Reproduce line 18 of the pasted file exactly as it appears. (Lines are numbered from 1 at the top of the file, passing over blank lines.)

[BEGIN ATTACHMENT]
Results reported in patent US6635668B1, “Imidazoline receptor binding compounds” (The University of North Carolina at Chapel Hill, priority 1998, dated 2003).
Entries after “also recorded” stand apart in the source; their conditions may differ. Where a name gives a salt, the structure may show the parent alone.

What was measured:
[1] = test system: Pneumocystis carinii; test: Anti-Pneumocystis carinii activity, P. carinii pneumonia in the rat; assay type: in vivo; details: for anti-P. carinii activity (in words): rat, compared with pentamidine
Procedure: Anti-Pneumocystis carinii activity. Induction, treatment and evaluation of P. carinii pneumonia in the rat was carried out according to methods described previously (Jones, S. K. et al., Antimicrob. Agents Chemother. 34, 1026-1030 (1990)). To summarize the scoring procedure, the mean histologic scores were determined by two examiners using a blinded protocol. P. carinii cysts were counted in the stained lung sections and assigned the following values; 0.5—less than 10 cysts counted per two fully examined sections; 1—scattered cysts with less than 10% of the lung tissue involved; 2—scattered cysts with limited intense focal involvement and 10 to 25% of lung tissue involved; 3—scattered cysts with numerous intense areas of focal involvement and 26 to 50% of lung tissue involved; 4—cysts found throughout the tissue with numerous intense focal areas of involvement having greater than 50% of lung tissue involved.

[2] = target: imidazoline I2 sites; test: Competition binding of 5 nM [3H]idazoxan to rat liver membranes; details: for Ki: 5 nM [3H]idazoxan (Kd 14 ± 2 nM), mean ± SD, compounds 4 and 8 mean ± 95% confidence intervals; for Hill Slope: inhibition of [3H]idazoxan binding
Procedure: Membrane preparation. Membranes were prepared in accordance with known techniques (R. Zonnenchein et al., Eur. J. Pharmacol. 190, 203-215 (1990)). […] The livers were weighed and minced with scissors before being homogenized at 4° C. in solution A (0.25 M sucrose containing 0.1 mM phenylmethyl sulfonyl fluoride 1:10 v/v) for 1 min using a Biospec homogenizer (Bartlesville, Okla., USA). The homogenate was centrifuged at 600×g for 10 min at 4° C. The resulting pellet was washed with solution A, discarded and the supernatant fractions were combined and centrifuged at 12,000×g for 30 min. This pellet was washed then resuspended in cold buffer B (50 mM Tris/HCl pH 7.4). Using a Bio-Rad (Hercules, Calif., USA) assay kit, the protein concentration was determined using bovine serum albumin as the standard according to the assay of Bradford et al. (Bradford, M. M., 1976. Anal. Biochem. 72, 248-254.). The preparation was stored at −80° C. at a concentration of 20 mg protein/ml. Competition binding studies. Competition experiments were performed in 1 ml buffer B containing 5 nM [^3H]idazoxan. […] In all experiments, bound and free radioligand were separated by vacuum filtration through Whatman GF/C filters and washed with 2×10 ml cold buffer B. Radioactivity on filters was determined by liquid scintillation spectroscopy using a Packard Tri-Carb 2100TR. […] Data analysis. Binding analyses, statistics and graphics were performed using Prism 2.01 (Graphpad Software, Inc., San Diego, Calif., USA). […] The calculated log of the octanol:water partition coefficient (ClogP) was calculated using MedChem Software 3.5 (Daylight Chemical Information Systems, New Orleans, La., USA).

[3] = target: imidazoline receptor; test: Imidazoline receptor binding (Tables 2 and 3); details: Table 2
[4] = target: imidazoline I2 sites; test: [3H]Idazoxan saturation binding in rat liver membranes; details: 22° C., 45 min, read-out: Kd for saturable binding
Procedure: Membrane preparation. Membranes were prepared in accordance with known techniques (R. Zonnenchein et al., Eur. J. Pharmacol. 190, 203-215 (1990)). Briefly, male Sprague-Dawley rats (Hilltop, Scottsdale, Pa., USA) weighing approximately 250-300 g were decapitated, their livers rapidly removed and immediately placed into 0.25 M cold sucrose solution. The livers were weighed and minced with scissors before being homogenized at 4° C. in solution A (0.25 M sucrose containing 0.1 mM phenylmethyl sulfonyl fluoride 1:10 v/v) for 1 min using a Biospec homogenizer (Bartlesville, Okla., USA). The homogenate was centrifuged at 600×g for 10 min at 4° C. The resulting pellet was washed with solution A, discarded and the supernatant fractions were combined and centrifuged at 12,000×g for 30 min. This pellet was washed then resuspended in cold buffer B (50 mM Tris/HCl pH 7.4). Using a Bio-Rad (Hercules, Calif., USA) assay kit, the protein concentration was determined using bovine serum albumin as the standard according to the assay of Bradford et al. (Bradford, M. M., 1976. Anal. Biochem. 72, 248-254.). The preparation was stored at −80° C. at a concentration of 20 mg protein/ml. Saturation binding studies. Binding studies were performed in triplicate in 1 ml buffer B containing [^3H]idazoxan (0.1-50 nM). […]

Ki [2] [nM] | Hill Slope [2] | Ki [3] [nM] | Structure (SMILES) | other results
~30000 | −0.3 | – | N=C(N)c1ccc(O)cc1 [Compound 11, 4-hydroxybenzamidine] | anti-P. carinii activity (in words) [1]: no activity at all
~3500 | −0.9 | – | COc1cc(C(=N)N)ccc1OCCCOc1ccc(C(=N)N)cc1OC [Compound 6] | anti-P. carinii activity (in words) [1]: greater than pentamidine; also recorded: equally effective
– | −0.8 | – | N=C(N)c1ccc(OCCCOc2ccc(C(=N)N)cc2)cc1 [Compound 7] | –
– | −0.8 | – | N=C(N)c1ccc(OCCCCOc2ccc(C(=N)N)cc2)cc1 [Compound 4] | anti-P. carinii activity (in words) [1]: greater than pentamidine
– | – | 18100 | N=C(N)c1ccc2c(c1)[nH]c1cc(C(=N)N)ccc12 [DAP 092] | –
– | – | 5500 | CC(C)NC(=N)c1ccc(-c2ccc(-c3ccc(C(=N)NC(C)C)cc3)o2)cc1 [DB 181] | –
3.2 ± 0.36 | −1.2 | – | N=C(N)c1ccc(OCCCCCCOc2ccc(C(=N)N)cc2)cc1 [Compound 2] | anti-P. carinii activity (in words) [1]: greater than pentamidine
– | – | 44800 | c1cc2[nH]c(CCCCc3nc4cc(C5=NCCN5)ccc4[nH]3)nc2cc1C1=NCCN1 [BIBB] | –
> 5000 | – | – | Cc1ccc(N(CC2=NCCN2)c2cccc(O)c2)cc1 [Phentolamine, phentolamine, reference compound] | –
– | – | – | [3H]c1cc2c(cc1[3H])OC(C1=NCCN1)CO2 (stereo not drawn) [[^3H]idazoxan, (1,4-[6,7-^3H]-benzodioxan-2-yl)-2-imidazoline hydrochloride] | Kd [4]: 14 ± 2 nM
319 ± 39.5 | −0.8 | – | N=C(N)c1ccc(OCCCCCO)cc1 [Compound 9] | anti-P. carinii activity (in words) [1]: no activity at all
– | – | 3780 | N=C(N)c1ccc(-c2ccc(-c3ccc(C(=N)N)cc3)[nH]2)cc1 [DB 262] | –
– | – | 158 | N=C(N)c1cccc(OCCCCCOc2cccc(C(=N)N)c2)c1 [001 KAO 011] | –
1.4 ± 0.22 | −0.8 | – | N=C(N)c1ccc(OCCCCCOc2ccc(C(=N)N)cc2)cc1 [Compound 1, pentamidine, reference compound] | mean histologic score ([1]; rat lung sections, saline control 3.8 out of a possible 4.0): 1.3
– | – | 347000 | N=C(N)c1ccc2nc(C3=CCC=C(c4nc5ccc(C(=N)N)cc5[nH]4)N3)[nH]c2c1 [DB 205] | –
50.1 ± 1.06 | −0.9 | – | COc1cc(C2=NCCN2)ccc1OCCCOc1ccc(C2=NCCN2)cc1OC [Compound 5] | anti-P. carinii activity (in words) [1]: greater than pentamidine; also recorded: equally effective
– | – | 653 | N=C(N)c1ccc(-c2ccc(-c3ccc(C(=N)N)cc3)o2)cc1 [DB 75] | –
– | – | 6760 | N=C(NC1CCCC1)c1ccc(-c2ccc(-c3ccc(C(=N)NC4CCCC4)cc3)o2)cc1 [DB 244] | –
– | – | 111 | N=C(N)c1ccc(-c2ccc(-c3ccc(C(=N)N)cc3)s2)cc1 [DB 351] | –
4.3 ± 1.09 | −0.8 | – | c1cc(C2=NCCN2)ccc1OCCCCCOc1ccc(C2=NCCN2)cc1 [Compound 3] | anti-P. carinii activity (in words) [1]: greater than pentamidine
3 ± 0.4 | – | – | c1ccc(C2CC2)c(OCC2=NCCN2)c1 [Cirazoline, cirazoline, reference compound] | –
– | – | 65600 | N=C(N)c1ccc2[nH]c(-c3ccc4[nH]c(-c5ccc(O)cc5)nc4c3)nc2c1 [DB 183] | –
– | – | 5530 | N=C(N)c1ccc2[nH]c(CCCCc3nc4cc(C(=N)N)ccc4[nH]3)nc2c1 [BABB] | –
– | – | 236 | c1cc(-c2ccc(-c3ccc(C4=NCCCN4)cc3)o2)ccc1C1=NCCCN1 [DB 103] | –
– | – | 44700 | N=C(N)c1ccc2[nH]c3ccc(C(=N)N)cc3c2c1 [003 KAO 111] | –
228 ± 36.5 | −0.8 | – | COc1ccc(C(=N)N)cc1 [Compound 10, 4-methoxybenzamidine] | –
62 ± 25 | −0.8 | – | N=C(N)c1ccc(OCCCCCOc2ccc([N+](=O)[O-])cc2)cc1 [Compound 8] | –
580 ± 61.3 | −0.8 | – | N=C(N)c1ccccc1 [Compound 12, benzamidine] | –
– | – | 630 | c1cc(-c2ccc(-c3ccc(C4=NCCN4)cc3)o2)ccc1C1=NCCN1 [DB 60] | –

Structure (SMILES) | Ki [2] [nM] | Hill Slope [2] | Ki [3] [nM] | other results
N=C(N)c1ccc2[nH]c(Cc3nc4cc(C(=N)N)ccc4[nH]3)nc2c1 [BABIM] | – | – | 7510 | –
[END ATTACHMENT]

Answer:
3.2 ± 0.36 | −1.2 | – | N=C(N)c1ccc(OCCCCCCOc2ccc(C(=N)N)cc2)cc1 [Compound 2] | anti-P. carinii activity (in words) [1]: greater than pentamidine